Many social enterprises target exactly those people hurt most severely by the current crisis. Here’s a round-up of emergency measures some are taking:
PadSplit: Housing for the Unemployed
About two weeks ago, Atticus LeBlanc, who founded startup PadSplit in 2017 to address the affordable housing crisis, realized that residents of his homes would be decimated by the coming crisis. After all, most work in low-income jobs in areas like retail and restaurants. “It occurred to us this was going to be a major issue for our members even if they didn’t realize it at the time,” he says.
Aimed at encouraging private investors to create affordable residences by making it more profitable, PadSplit’s business model allows property owners to turn existing housing into shared living spaces for multiple residents, who are called members. Through a resident management platform, the Atlanta-based company facilitates everything from lead generation to payment processing. With 770 units (rooms) across the Atlanta metro area, it also has housing under development in Houston and Virginia, according to LeBlanc.
LeBlanc first decided he needed to raise $200,000 to support emergency housing assistance for hourly, unemployed workers and find a way to get it them. To that end, he called a nonprofit called Code/Out, which provides free programming classes to women in prison. It quickly agreed to provide board members to evaluate the applications for housing help that would be submitted in short order. Then, the nonprofit launched a GoFundMe campaign, which has raised $7,829 to date. LeBlanc also reached out to individuals and is in negotiations with philanthropic groups.
At the same time, he approached PadSplit’s property owners to see what kind of break they could give residents. The result: Every owner agreed to waive late-payment fees. He also removed any collections or evictions during the crisis.
In addition, according to LeBlanc, he’s been contacted by several local groups and government agencies about providing beds for such uses as quarantine facilities or housing displaced college students. “A couple weeks ago, we were talking about zoning issues,” he says. “Now the crisis has brought everything back into focus, changing our assumptions about what we really need in our society.”
Propel: Special Programs for Food Stamp Recipients
Propel—recently featured in our Q&A series—has a customer base that’s pretty much 100% low-income, since its Fresh EBT app targets food stamp recipients. After hearing from many hard-hit users about impossible choices (i.e., paying for food vs. utility bills) and learning that 8 out of 10 had three days or less of money for food, the six-year-old New York City-based company reached out to GiveDirectly, a nonprofit which lets donors give cash directly to people living in poverty. “We started talking to them about ways to reach those who were the most in need,” says Jeff Kaiser, COO. “We knew they were much better at fundraising and could make sure people got the money.”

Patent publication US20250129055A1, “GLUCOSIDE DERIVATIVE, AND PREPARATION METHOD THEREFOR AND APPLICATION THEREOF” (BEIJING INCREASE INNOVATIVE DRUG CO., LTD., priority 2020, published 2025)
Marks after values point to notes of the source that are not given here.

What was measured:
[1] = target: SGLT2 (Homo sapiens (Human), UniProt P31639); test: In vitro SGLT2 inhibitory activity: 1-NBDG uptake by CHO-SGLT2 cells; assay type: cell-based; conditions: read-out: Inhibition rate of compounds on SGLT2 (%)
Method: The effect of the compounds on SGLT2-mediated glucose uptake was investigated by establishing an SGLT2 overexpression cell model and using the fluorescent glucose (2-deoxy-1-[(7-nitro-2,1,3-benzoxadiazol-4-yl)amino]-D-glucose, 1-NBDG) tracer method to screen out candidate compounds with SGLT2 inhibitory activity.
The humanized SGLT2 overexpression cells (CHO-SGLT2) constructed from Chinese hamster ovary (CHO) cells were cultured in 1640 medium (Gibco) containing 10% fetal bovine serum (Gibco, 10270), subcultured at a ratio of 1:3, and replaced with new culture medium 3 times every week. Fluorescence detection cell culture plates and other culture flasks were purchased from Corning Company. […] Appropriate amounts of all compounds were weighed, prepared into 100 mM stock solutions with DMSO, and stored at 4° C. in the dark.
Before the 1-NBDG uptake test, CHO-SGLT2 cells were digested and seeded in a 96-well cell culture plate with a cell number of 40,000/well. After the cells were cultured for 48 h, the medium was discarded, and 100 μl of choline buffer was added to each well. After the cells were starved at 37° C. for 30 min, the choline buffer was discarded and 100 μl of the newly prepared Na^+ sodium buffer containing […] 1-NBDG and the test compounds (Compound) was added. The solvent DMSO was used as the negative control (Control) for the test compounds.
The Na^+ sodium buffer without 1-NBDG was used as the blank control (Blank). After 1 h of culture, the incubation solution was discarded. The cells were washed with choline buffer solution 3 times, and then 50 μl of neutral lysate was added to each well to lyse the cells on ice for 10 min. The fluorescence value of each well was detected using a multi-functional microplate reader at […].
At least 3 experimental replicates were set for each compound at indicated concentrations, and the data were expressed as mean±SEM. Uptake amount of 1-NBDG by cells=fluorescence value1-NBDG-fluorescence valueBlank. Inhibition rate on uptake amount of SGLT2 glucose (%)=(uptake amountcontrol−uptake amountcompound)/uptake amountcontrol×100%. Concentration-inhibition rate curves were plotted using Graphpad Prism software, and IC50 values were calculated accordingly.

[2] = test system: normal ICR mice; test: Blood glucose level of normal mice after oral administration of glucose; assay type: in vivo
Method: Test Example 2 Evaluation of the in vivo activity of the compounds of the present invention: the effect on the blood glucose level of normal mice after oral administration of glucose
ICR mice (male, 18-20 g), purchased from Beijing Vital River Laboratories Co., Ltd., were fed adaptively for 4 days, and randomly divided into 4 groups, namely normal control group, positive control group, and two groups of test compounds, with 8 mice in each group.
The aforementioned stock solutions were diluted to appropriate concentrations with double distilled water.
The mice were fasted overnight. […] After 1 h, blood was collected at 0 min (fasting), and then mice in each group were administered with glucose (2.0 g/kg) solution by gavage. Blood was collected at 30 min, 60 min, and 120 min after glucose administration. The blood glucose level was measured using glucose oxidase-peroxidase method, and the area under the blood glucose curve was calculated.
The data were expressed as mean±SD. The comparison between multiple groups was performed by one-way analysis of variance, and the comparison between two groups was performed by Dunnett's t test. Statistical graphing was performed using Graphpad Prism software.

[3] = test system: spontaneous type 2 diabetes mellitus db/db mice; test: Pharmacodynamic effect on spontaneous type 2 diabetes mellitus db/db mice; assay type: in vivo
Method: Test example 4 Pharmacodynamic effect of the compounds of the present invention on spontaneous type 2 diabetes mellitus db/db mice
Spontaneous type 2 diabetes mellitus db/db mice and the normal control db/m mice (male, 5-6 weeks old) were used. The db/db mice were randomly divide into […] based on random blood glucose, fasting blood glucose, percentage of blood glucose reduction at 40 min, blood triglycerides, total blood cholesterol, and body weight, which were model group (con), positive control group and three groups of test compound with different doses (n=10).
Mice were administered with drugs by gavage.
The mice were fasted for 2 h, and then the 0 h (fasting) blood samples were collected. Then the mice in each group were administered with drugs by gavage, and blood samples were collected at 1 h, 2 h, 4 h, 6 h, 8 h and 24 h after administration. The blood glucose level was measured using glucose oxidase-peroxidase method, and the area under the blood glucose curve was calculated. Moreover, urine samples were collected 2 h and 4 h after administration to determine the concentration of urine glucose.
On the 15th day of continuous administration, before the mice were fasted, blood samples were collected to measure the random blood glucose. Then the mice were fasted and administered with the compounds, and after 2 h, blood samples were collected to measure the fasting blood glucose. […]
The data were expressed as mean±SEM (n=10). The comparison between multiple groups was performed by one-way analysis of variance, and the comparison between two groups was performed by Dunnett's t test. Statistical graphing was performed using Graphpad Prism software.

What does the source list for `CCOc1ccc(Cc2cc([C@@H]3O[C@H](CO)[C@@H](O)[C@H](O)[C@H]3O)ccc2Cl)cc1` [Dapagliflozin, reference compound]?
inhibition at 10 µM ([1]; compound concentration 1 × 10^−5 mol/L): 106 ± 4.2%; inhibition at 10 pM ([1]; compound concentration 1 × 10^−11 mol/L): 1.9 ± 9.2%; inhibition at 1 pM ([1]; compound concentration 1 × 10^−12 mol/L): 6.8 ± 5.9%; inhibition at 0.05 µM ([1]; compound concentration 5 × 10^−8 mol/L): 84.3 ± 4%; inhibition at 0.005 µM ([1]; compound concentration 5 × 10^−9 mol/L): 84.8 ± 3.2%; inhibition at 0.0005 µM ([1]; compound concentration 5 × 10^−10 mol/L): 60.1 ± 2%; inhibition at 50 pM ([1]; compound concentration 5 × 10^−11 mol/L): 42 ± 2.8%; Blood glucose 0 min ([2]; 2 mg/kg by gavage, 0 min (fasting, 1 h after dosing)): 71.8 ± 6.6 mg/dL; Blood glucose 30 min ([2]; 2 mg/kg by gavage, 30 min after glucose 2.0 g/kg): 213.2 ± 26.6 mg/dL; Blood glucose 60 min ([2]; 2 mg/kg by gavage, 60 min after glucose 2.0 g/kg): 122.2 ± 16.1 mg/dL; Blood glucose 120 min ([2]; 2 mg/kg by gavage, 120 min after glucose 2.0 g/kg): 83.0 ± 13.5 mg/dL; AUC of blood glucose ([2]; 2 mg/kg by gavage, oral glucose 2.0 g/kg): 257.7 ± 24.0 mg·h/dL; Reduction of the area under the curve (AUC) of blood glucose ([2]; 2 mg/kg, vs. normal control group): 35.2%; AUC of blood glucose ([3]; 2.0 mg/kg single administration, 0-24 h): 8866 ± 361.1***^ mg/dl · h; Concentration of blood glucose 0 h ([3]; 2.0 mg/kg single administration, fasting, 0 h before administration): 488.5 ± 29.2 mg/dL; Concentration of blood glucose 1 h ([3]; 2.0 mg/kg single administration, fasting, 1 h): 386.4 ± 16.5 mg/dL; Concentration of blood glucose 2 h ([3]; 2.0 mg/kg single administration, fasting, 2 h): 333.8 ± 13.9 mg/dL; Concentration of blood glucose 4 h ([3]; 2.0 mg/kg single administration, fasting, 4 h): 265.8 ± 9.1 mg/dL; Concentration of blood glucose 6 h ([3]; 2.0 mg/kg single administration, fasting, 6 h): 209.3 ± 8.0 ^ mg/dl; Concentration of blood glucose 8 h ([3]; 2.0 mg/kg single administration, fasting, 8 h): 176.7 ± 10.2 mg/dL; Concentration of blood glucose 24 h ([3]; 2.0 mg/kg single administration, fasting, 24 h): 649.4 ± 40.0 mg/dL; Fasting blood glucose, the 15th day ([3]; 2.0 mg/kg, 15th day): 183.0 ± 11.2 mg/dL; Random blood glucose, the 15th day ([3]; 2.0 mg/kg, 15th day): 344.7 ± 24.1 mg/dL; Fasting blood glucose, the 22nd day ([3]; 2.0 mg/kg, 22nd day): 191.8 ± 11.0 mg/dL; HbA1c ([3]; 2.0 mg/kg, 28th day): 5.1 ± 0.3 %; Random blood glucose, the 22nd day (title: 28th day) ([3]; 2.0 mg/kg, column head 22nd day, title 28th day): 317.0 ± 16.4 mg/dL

With that in mind, the two enterprises formed a pilot program to send a no-strings-attached payment of $1,000 to about 200 households using Fresh EBT. Launched this week, it targets four metropolitan areas with the highest case loads and where the most businesses have been shuttered and schools have been closed. The next phase will include Fresh EBT families, but might target other households, as well.
Generally, food stamps come to $200 to $300 a month, according to Kaiser. But most users also have experienced some loss of income and many don’t receive their next benefit payments until early or mid-April. In addition, “While we’re thrilled to see the federal government making direct cash payments, the money may not come fast enough for those in need,” he says. The emergency Fresh EBIT-GiveDirectly payments will be mailed via debit or prepaid cards to families overnight or sent online, where they can direct the money to bank accounts, debit cards or money grams.
Edquity: Helping Students in Crisis
Four-year-old Edquity’s app is all about streamlining and speeding up access to emergency support for students, so they can get help in 48 hours. Even in normal times, about 50% of students experience food and housing challenges, according to founder David Helene. With more being displaced from residences or evicted, “Right now, this population needs emergency aid more than ever,” he says.
At the moment, the company plans to make Edquity available to two colleges that couldn’t otherwise provide the services; it received 10 applications and will pinpoint the choices over the next week or so to give more institutions a chance to apply. And it’s talking to several foundations about launching emergency aid programs through which, among other features, Edquity will provide its services for free to more schools. It also worked with the nonprofit Rise and Believe in Students to assemble student relief funding.
According to Helene, Edquity’s platform experienced a trial by fire not that long after its official launch in 2019 in Dallas County. The debut occurred three days after multiple back-to-back, devastating tornadoes. “We’re used to operating in a crisis,” he says. “And we’re trying to scale rapidly to meet the needs of hundreds of thousands in the next month.”
Is your social enterprise stepping up? Contact me at @annefieldonline on Twitter and fill me in.
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